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New here (forum not world).

In my quest to find the "one size fits all" bike, I am seriously pondering selling my air cooled Triumph Scrambler and DRZ400 in favor a bike that can fit both needs.

I dont do much long distance riding anymore, I spend most of my time riding off road and 2 lane blacktop and a couple years back I had the opportunity to put some miles on a Desert Sled in NORCAL. I really liked the bike and it fit me very well (ergonomically). I spent plenty of time on 2 laners and superslab, but because it was a press loaner, I couldn't really put it too the test off pavement..

Before I go off the deep end and purge my bikes and go on the hunt for a Desert Sled, I want to ask if anyone here does any real off road riding? If so, what are your thoughts? HOw does it compare to a large Dual Sport (i.e. DRZ400s or Honda XR650L)?

Any insight is greatly appreciated.

-Brian
It is similar to all big adventure bikes - heavy. There is no getting around it with an 800cc motor so once you accept that you can move on.
Pros: once set up properly (replace shock, front springs, bash plate, bark busters, etc..) it is better than a 1200 GS as it is lighter and handles really well off and on road though not as quick on long straights.
Cons: Weight and for some 19" front wheel.
 

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The other thing to consider is the cost of the brand. Parts for this bike are way more expensive than Japanese parts
Just as an example, the front fender is not just plastic like on a dirt bike and does not take much to crack it, that would cost you more than $100 to replace.

God forbids major failures, that would be an arm and a leg to deal with. However, the bike is reasonably reliable but is still something to keep in mind.

I have a DS and I love it, this is just my 2 cents.
 

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Discussion Starter · #14 ·
Thanks all for your replies. Everyone pretty much confirms what I thought based on my impressions back in 2019 after putting road miles on a DS. A DRZ400 is much taller than the DS and while it is 150lbs lighter, it can be a bit of a beast at times due to seat height. Honestly I remember thinking that the DS "felt" lighter and easier to manage, mostly due to seat height and likely how/where the bike carries the weight (down low or up high).

Ive owned/ridden my fair share of ADV bikes and of those I have ridden, IMO none were really anything meant for "enjoying" off-pavement. Too large, too heavy, too tall. The DS seems like it would be substantially more manageable and more importantly, enjoyable off pavement. Plus it just looks way too cool.

@AaronB - Nice pics. I also reside in the southwest (AZ) and spend most my riding time out in the Sonoran.

As I mentioned in my initial post, I did put some miles on the bike on an assignment (I work for RoadRUNNER mag) back in 2019. Of all the bikes ive ridden in the past many years, the DS is the only one Ive considered buying. (ok.. maybe I thought a bit about the Himalayan after the press launch).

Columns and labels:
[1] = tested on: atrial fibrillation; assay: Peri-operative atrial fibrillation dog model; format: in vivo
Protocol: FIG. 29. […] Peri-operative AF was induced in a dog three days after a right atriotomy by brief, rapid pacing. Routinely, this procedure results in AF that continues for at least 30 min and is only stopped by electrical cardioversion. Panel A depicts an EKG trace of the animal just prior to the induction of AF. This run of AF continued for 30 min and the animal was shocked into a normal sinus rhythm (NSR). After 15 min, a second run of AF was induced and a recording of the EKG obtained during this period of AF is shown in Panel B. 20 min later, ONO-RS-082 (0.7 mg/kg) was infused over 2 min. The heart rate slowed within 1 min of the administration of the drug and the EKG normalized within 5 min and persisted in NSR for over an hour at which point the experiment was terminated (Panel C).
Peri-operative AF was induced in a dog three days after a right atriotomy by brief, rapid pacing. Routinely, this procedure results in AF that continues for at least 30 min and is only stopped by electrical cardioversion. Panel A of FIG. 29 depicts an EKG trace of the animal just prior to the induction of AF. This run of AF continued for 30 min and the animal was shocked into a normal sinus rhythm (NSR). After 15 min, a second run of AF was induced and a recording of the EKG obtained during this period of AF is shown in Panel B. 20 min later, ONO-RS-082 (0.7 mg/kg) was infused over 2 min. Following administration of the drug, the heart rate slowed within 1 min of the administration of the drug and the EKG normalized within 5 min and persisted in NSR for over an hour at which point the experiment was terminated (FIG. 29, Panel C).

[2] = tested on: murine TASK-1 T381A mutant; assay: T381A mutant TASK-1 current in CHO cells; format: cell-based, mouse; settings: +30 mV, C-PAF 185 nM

Thanks again for all the replies. The search is on for now getting my hands on one locally (AZ/SoCal).

Here is a pic of the bike loaded up for touring outside the Ducati Headquarters in Mountain View. Still got the luggage, now I need to bike to attach it too. Haha!
Tire Wheel Plant Fuel tank Vehicle
 

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I have owned two DRZ400 s and hated them both on the road. They were both pretty good off road but even though they were way lighter than a Desert Sled I got rid of them in favour of 250 trail bikes for really rough stuff but transported the bikes in a van to avoid road miles. I no longer do really rough tracks but I still like to explore a bit, mainly gravel but some trails. I have a 2018 Desert Sled and am surprised by how capable it is as a “one size fits all solution” and that is with it as stock and with the standard Scorpion STRs on. Recently I took it to a suspension specialist and had the setup matched to my riding weight as well as generally just “improved”. I am astonished by the improvement in handling. Next I will fit more off road focused tyres, probably TKC80s and think it will be just as capable as my DRZs. Ok, if I drop it I will find it a bit heavier but the centre of gravity is lower than the DRZ so it’s not so bad. I have a 1250GSA that amazes me for it’s refinement and long range comfort as well as being capable on most gravel tracks and roads. I love riding it. But the Desert Sled makes me grin, big time, every time.
 

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It's probably already been said but the DS is closer to a middleweight ADV not a dual sport. The desert sled would be amazing in um, the desert, or on any fire roads/doubletrack. It is not going to be any fun on singletrack. I have a DRZ supermoto and I would ride that in the woods with slicks before I would try to take the DS 😂 But we all know Dual Sports suck on the highway. If you can only get one bike, the DS is probably the best choice you can make.